• Symphony No. 3

    Brahms came late to the symphony, finishing his first at the age of 42 after 14 years of rumination. He knew that composing a symphony meant contending with the legacy of Beethoven. Brahms’s First Symphony was dubbed “Beethoven’s Tenth,” owing to the obvious echo of the vocal “Ode to Joy” from the Ninth in the purely instrumental chorale theme of Brahms’s finale. And his Third Symphony was likened to Beethoven’s Third, the “Eroica.”

    “What a work! What a poem!” Brahms’s confidante Clara Schumann, widow of the composer Robert, exclaimed of the Third Symphony. “Everything springs to life, everything breathes good cheer; it is really exquisite!” The leading music critic of the day, Eduard Hanslick, concurred: “Many music lovers may prefer the titanic force of the First, others the untroubled charm of the Second. But the Third strikes me as artistically the most perfect.” He admired its compactness—the Third is indeed the briefest of Brahms’s four symphonies—and its “plastic” themes, which are fluidly and flexibly developed. 

    The opening theme of the first movement, introduced by three ascending notes in the brass and winds that form a hallmark, returns at the conclusion of the finale. In contrast to the surging, dramatic first theme in the strings, the second theme appears in the winds, with a drone accompaniment, and exudes a simple charm. The subject of the slow movement is likewise in a pastoral vein, its hymn-like texture evoking Brahms’s many works for chorus. A friendly exchange between winds and strings leads to a quick climax. A contrasting theme for clarinet and bassoon, as mysterious as the first is guileless, appears as a solemn, melancholy chant. Throughout, passages of choral singing alternate with a much lonelier line. The third movement, in simple ternary form (ABA), juxtaposes the major and minor modes. The finale begins and ends quietly but briskly: The first theme is unharmonized, played in unison as a single line, and the movement seems to take definite shape only with the strike of the kettledrum and sharp outbursts in the strings. The arching second theme in the major mode is heard initially in the low strings. Much later the movement refers back to the Andante, but the real epiphany arrives with the return of the opening hallmark in the oboes and horns. The main theme of the first movement then reappears to round off the entire work in an unexpectedly gentle guise.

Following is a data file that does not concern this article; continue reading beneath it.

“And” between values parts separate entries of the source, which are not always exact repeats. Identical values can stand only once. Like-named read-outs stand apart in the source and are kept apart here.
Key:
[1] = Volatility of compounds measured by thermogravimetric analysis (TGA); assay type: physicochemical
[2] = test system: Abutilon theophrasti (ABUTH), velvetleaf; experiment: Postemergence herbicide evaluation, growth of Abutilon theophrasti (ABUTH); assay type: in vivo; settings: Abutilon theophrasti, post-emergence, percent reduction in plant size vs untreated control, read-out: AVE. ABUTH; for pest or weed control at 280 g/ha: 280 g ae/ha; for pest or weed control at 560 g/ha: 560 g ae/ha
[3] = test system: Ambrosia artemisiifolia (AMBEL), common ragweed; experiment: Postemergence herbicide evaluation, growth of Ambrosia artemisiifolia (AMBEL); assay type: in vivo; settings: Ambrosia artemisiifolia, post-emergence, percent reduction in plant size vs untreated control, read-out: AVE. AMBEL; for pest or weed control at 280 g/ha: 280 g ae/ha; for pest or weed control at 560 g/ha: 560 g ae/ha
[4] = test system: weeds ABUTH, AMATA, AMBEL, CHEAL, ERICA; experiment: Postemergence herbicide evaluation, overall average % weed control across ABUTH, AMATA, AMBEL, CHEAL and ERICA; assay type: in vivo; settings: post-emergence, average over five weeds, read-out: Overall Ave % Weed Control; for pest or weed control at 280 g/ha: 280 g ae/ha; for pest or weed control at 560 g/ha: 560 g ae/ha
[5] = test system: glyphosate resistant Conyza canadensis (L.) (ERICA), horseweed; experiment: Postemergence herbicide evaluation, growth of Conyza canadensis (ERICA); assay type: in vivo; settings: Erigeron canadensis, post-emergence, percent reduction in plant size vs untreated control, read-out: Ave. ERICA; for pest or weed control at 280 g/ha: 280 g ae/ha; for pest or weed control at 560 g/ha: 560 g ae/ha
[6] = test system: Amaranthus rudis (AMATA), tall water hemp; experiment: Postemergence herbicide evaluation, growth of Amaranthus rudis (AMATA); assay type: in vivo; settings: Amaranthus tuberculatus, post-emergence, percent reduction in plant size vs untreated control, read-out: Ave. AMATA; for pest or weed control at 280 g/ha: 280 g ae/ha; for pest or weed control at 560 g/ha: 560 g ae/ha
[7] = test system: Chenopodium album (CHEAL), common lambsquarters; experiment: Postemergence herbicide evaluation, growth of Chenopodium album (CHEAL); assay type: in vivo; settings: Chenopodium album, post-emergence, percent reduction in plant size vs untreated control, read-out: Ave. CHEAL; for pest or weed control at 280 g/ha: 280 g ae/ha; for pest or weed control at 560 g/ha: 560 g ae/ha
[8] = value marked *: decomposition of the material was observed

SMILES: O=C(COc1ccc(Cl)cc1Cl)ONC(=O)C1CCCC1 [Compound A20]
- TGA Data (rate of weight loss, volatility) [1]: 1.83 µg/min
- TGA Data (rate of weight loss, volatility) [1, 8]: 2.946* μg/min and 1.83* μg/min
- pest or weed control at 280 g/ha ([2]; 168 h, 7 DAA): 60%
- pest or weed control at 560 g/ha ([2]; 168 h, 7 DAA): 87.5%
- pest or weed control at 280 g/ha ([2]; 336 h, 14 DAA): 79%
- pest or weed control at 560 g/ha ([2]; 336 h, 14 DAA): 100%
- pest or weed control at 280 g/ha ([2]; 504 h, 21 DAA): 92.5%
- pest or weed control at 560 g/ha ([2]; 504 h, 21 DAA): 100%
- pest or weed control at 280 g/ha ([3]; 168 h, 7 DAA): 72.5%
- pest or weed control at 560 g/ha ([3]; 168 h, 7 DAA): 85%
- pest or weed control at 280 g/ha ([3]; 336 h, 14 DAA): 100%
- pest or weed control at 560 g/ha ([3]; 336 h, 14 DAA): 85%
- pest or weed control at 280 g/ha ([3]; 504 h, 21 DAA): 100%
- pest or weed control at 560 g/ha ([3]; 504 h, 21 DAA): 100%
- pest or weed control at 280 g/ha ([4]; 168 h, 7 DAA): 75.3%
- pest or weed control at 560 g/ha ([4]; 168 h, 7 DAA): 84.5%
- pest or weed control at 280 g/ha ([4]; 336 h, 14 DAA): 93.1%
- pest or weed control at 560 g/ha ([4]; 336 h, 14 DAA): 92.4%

• Johannes Brahms

    In 1853, composer Robert Schumann announced a promising young talent to readers of the Neue Zeitschrift für Musik, the leading musical journal of the day. “Sooner or later,” Schumann imagined, “someone would and must appear, fated to give us the ideal expression of the times, one who would not gain his mastery by gradual stages, but rather would spring fully armed like Minerva from the head of Jove.” His prophecy proved true: He had discovered Beethoven’s heir. “His name is Johannes Brahms, from Hamburg,” Schumann declared. “He carries all the marks of one who has received a call” and would take up the symphonic mantle from Beethoven.

    At the time, Brahms (1833–1897) was just five years past his solo debut as a pianist, which he made in 1858, playing works by Bach and Beethoven. His earliest extant compositions date from 1851—only two years prior to Schumann’s fateful pronouncement. Likely he destroyed his juvenilia; subjecting himself to intense self-criticism, he mercilessly censored his own oeuvre throughout his life. He worked first in the genres of the piano sonata and lied, saving the most exalted genres of the string quartet and symphony for much later in life.
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  • Videos produced and edited by Hilan Warshaw for Carnegie Hall